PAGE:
School is back. As is tennis … and dance lessons … and the normal routine of day-to-day life. I don’t mind the usual routine, as it’s that which gives us as a family our stability and confidence that we know what is going on from one day to the next. Bryan is very comfortable with his routine, as am I – it makes life a bit predictable in a good way, as chaos is never good for anyone.
Just in the three days Bryan’s been back, I’ve seen him light up at the lessons he’s had; there’s been discussions on religion, morality, and values, as well as maths, PE, and English. I am occasionally lost at some of the complexities of his maths lessons; it’s true to say that certain teaching styles change over the generations, and I really do remember learning things in a different way.
I’ve been concerned for a while about what impacts the lockdowns will have had on Bryan’s education; what has he missed out on, and will he be able to catch up? His French lessons don’t seem to be very frequent, which is a shame, as he loves languages – I hope that this will get picked up in secondary school – and some maths work they’re learning now might have otherwise been taught earlier (I suspect).
Bryan had his mock SATs recently, and I was pleased with the results; I was anxious for him, as he gets anxious with exams, but he did really well, which gives me hope for the real things later this term. He will do well, because he’s a clever boy, but he just needs to believe it for himself – he’s been prepared as much as he can be by now.
Weirdly, this is the only year where he has spent the entire year at school in Kent without any interruptions or changes; he moved down half-way during Year 3, and then Covid hit a year later. That was an experience, wasn’t it? In a few months, he’ll be starting his secondary school journey, and what an interesting experience that will be for him. He doesn’t know it yet, but there will be five very powerful years for him; he’s curious about the world and has a desire to learn. He could well respond to the increased expectations in his next school, pushing him to take some extra responsibility and learning so much more about the world.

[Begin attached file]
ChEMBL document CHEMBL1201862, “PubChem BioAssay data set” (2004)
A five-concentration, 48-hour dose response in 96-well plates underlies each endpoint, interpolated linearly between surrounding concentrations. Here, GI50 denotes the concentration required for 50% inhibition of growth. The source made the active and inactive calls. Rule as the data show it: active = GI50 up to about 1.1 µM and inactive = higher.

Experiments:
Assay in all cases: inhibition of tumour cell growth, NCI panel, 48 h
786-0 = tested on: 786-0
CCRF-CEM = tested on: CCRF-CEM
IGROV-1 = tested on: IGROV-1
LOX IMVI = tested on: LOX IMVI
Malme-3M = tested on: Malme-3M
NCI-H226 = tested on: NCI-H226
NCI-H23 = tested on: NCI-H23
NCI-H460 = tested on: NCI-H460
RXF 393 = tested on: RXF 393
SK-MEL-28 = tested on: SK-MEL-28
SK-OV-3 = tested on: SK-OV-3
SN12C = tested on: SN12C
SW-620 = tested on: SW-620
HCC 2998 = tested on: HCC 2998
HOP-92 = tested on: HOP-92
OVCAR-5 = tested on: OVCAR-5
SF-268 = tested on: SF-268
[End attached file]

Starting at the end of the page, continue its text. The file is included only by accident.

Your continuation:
He’s much more of an outgoing person than I am, so his desire to be social is important to him – far more than it was to me when I was 11 … or now at 40. School is a brilliant place for him to make friends, and he already has done just that; I’m relieved to see him slowly making good judgements about which children might be kind and thoughtful and fun to be around, and which might not be. I help guide him and discuss what a good friendship should look and feel like – and not to just settle for something which isn’t a friendship but is familiar and safe. Friendships are so important in life, and I really hope he continues to find good-quality ones.
It’s a genuine privilege to help Bryan experience new things – hobbies, for example, which he didn’t get a huge opportunity to explore before coming home to me. He’s keen to try tennis right now, as it’s been something he’s always been interested in; I’m not entirely sure where that interest comes from (it’s not from me, that is certain), but I’m keen to help fan the flames of something new and interesting.
He’s had a couple of lessons so far, and he’s come out buzzing both times – he teaches me the different stances, what the lines of the court are called, and how to effectively hit a ball (that’s a joke – there’s no way I could ever hit a ball of any size). So why not? He deserves some interesting hobbies, and I’m delighted to give him the opportunity; it was never something I wanted to look into when I was a kid, but that doesn’t mean he shouldn’t have the chance. If it means that I have to be his courier, then so be it; that’s the privilege of being a dad!
Glad that Bryan is doing ok at school.
But please remember that SATs are a measure of the school’s ability, not the child’s